Biden's Build Back Better plan is on ice. Here's what that means for you

No more monthly payments for tens of millions of families. No universal pre-kindergarten for 3- and 4-year-olds. No health insurance for more than 2 million low-income Americans. No funneling of billions of dollars into clean energy initiatives. The end of negotiations between President Joe Biden and Democratic Sen. Joe Manchin of West Virginia means that these and a multitude of other provisions to strengthen the nation's safety net won't happen -- at least not soon.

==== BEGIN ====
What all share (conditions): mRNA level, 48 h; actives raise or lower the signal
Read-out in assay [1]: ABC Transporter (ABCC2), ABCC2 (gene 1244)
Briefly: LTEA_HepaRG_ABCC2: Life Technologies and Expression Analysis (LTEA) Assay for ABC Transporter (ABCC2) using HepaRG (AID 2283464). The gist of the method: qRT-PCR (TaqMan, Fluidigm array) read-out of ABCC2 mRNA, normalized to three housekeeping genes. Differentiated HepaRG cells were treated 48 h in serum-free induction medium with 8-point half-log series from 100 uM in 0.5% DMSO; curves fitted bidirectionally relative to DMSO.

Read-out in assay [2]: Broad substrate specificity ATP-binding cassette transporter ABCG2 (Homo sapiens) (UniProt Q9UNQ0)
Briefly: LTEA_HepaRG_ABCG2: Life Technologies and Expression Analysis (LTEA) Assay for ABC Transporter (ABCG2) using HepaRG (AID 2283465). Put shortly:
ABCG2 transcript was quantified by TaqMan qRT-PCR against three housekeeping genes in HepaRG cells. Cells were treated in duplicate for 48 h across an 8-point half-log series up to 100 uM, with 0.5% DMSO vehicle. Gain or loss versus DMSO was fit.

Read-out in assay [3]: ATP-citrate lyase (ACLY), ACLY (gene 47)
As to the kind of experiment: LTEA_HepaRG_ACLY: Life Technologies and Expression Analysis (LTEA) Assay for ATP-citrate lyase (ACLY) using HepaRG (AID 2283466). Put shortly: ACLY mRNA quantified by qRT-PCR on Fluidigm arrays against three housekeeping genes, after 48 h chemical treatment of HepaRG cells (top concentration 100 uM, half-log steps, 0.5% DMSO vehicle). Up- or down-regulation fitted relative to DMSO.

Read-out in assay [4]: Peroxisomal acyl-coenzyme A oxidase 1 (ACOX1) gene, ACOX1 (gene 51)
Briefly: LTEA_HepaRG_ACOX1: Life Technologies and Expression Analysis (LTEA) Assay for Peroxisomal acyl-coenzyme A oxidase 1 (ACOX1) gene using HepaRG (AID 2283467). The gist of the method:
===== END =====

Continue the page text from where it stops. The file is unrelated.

The fate of the Democrats' $1.75 trillion spending plan is now uncertain. Manchin announced on Sunday that he would not support the current version of the legislation, halting its path through the Senate since the party needs the support of all 50 of its members to approve the package through the budget reconciliation process. It passed the House last month. Manchin has repeatedly voiced concerns about the size of the proposal, which he called a "mammoth piece of legislation" on Sunday. He has objected to the enhanced child tax credit, paid family leave and climate provisions, along with several tax measures. Plus, he said the package could add to the nation's rising debt and worsen inflation, which is already soaring.
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